This is my first blog for a while, but I’m hoping to make them more regular from now on as the 2022 Formula 1 season hits its stride.
Let’s begin with the elephant in the room. Formula 1’s new-for-2022 regulations that teams have been working towards for a couple of years, and that fans have been anticipating for just as long, were an opportunity for Williams – below par for a number of years now – to make great strides towards the front of the grid. And it would appear that it’s an opportunity that has been missed.
Williams, once again, finds itself at, or towards the back of the field – perhaps moreso than in 2021 when there were tangible signs of recovery – and the team appears to be – at this stage of the season at least – reliant on misfortune befalling others to be in contention for top ten finishes.
Nicholas Latifi, in his third year with the team, is yet to finish in the top 15, and has qualified slowest of all (excluding issues) in each of the four Grands Prix thus far in 2022.
After a 13th and 14th places in the first two Grands Prix, Alexander Albon – new to Williams for 2022 – secured a fantastic first point of the season for both he and the team in the Australian Grand Prix by driving all but the final lap of the race on a single set of tyres before pitting for his mandatory new set of tyres right at the death, rejoining in 10th place where he finished.
At Imola for the 2022 Emilia Romagna Grand Prix (it will always be the San Marino Grand Prix to me!) a dramatic fire/explosion in qualifying meant that the Thai driver would start at the back come the sprint race on Saturday afternoon, where he’d move ahead of his teammate and Alfa Romeo’s Zhou Guanyu who crashed out.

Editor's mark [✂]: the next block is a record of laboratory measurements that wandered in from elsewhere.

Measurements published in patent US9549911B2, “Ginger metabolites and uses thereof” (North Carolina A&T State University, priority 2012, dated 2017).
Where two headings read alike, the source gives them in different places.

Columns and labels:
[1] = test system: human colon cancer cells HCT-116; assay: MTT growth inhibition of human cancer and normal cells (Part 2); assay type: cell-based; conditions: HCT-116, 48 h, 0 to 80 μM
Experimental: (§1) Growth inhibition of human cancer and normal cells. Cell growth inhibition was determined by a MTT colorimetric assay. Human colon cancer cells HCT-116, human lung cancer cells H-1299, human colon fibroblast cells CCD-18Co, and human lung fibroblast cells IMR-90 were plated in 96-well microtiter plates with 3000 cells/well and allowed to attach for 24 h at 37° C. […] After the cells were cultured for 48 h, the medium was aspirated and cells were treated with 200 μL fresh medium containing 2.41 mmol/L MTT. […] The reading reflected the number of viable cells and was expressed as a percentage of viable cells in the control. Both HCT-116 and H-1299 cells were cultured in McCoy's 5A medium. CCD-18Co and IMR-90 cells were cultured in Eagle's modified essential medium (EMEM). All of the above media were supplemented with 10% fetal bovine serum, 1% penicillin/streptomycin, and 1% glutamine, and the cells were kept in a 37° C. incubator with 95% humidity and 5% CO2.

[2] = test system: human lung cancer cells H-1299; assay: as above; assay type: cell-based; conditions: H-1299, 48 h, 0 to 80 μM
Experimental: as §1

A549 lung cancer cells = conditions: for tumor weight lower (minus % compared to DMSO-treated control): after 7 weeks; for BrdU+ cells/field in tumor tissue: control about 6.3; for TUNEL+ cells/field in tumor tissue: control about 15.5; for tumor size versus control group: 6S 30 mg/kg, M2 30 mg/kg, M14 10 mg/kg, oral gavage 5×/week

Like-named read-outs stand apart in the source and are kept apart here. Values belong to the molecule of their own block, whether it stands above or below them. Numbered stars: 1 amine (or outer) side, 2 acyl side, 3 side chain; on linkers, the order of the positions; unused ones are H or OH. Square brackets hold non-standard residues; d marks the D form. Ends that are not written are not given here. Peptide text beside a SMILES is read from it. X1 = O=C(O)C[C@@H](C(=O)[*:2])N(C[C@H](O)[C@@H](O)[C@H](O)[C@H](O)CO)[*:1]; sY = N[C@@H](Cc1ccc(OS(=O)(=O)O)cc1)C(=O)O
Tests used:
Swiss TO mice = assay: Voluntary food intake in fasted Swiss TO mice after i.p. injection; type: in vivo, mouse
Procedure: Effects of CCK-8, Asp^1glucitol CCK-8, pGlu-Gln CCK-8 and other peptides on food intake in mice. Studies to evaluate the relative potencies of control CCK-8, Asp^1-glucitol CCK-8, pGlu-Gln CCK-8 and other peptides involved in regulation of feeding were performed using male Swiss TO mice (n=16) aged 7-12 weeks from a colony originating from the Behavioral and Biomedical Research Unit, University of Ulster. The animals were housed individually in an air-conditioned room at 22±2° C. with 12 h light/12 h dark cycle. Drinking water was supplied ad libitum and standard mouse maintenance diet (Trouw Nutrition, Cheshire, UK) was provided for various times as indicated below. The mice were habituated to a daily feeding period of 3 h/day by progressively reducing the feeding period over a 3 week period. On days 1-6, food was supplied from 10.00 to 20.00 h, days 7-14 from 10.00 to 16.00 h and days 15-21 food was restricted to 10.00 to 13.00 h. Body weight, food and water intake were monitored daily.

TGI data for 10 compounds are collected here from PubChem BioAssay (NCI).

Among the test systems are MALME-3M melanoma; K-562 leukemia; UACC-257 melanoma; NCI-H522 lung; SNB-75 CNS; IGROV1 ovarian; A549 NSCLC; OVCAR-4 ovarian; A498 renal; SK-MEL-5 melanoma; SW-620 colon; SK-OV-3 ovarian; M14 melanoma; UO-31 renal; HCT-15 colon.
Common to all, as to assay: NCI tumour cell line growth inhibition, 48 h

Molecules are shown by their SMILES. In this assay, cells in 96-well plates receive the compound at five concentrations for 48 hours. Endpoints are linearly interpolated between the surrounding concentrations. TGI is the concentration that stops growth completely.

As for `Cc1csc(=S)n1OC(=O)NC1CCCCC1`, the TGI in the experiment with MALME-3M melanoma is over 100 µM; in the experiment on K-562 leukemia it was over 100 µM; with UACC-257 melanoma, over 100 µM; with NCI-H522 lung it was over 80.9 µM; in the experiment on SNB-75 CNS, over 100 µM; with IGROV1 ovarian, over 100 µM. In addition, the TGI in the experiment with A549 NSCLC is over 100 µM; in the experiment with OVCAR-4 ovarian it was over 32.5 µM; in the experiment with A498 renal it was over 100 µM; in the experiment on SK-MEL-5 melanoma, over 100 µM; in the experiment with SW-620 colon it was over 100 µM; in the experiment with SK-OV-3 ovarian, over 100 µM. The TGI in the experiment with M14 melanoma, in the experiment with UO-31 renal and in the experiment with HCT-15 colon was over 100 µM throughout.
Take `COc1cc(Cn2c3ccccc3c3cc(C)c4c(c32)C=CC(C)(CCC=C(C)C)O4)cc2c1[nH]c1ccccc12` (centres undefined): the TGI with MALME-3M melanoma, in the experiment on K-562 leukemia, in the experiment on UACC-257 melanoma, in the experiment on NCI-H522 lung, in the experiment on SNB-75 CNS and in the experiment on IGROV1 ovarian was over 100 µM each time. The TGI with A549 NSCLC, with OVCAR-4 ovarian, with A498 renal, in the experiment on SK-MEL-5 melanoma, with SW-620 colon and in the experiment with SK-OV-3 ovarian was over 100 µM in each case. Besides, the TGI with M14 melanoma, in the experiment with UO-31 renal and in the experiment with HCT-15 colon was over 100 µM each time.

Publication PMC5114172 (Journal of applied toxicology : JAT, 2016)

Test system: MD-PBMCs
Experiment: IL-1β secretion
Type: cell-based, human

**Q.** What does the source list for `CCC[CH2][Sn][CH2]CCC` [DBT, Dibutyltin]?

This meant an 18th place starting berth for Albon in Sunday’s Grand Prix and plently of opportunity to move up, especially given the wet/drying conditions.
Misfortune befell four drivers ahead on lap one, allowing Albon to steadily move forward, as he showed strong race pace before being one of the first drivers to pit for slicks on lap 17, allowing him to pass seven-time world champion Lewis Hamilton and into 11th place.
There he remained for the rest of the race, holding off strong challenges from Gasly and Hamilton behind for half the race, and ensuring he was close enough to Esteban Ocon’s Alpine to jump the Frenchman when his five-second penalty for an earlier infringement was applied post race.
After the race, Albon told williamsf1.com:
“It’s a shame that we missed out on points by one place, but we are taking opportunities, doing things differently and showing that we can battle higher up despite not having the fastest car.”
Onwards to Miami in two weeks time!